The National Library of Scotland is Scotland's largest library. The institution is home to 14 million printed items, over 100,000 manuscripts, around two million maps, and 25,000 newspaper and magazine titles. The library receives roughly 320,000 new items every year, and has material in 490 languages.



Before the National Library of Scotland was created, Edinburgh had the Library of the Faculty of Advocates which was the most prestigious of all the libraries in Scotland. Founded in the early 1680s, the Advocates Library in Edinburgh was formally opened in 1689. Under the 1710 Copyright Act it was given the legal right to claim a copy of every book published in Britain. In the following centuries, the Library added books and manuscripts to the collections by purchase as well as legal deposit. The National Library of Scotland was formally constituted by an Act of Parliament in 1925.



The main building on George IV Bridge, Edinburgh, was opened by the Queen on 4 July 1956 and the Causewayside Building opened in two phases in 1989 and in 1995. Since 1999, the Library has been answerable to the Scottish Parliament and funded by the Scottish Government. It remains one of only six legal deposit libraries in the United Kingdom and Ireland, and is governed by a board of trustees.



The library has a collection of over one million rare books. Many of these are original printed volumes dating from 1455 to the present day. There are also photographs, posters, newspapers, postcards and prints. At the heart of the collections is Scottish material, particularly early books written by Scots, about Scottish topics, in Scottish languages, or published in Scotland.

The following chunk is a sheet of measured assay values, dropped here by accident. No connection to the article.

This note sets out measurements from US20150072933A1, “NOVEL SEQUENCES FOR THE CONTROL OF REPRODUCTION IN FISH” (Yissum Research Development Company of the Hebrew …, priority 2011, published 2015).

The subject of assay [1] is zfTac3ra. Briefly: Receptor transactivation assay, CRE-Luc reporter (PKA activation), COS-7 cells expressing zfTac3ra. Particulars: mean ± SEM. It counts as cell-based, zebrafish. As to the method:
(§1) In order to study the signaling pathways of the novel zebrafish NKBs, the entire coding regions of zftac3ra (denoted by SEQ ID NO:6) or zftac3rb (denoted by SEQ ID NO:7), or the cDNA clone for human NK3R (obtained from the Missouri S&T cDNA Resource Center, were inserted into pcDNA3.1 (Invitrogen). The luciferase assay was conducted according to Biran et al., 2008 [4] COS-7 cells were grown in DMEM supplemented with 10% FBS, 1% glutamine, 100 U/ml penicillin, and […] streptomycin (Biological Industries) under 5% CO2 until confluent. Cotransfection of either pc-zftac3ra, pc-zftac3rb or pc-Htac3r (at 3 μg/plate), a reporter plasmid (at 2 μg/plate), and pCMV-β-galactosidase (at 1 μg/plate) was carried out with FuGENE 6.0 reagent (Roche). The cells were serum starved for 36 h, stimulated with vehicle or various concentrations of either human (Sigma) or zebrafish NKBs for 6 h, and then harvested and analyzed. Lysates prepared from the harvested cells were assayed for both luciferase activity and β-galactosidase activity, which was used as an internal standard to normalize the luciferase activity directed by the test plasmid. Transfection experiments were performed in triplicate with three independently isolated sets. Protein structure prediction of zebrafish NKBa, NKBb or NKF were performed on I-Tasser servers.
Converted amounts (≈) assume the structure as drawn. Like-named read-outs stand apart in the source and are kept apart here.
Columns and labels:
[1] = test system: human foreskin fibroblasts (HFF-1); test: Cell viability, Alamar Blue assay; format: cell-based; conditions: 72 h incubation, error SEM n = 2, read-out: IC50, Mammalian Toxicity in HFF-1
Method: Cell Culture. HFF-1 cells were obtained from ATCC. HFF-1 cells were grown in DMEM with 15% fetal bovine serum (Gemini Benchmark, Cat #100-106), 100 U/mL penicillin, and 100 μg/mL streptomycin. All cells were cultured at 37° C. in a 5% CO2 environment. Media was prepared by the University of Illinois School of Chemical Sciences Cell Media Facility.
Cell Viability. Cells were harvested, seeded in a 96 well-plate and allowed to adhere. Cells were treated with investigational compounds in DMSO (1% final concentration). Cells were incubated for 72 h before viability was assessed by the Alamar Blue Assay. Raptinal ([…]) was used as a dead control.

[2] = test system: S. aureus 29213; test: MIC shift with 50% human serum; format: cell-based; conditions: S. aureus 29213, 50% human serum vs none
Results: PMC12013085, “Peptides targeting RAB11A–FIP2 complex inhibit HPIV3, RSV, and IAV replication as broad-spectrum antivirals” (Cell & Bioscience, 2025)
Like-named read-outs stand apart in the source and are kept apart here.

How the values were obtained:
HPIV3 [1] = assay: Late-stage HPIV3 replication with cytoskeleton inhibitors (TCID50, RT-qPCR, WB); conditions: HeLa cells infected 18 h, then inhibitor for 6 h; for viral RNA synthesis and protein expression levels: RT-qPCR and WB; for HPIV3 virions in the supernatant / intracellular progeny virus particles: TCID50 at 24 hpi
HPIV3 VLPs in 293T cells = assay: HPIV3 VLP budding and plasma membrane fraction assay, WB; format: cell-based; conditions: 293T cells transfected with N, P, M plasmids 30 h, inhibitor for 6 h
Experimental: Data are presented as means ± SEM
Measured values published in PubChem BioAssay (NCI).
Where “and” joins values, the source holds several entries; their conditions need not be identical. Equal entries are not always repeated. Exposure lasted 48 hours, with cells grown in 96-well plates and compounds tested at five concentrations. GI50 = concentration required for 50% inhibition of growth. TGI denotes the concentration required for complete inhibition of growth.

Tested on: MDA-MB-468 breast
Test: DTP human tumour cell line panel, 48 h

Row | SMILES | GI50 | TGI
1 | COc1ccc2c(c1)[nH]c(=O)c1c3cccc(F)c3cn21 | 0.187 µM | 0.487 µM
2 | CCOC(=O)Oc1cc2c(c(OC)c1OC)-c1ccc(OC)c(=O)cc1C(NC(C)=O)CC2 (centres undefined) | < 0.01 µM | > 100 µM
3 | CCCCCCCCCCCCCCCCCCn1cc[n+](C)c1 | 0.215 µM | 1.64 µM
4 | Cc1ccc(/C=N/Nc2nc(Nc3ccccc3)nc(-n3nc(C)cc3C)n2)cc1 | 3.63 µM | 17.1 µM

The library has also a Manuscript Collection. The first manuscript was acquired by the National Library of Scotland's predecessor, the Advocates Library, in 1683, and since 1925 the Library has been the repository of the major collections of manuscripts and archives, which cover many aspects of the lives, activities and interests of Scots at home and abroad.  Additionally the George IV Bridge Building has free exhibitions and a permanent display area with themes changed regularly. Samples of the many treasures in NLS collections are on show: From hand-written documents to printed books, maps, musical scores, bindings and other art work. All treasures are important pieces of Scotland's cultural heritage. Throughout the year the themes of the displays are changed, bringing to light more of the millions of items hold.